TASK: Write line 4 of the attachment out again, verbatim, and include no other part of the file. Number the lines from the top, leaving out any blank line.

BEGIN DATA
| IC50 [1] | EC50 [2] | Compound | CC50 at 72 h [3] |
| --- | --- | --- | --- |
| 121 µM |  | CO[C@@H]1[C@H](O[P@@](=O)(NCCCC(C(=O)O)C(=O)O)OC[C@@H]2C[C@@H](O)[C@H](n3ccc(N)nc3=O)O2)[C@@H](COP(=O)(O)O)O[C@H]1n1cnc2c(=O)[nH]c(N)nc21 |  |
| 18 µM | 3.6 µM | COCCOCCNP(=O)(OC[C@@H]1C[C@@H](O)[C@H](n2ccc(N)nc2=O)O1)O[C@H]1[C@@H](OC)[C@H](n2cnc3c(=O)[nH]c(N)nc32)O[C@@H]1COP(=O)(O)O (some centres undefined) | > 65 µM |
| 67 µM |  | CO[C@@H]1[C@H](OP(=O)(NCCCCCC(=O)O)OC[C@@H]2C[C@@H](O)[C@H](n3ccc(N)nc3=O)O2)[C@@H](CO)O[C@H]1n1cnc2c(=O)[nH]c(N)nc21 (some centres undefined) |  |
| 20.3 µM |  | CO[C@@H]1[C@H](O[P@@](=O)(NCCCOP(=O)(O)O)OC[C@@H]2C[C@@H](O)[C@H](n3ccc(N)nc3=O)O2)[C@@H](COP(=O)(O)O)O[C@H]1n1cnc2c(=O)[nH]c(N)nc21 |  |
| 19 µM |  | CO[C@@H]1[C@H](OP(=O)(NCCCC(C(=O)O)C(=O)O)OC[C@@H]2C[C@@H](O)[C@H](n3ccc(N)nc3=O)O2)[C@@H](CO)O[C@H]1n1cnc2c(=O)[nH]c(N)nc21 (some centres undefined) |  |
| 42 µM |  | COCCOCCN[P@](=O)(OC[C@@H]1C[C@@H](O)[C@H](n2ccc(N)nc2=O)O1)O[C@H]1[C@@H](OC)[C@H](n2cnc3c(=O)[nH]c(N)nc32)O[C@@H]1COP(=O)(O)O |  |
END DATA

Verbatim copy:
| 18 µM | 3.6 µM | COCCOCCNP(=O)(OC[C@@H]1C[C@@H](O)[C@H](n2ccc(N)nc2=O)O1)O[C@H]1[C@@H](OC)[C@H](n2cnc3c(=O)[nH]c(N)nc32)O[C@@H]1COP(=O)(O)O (some centres undefined) | > 65 µM |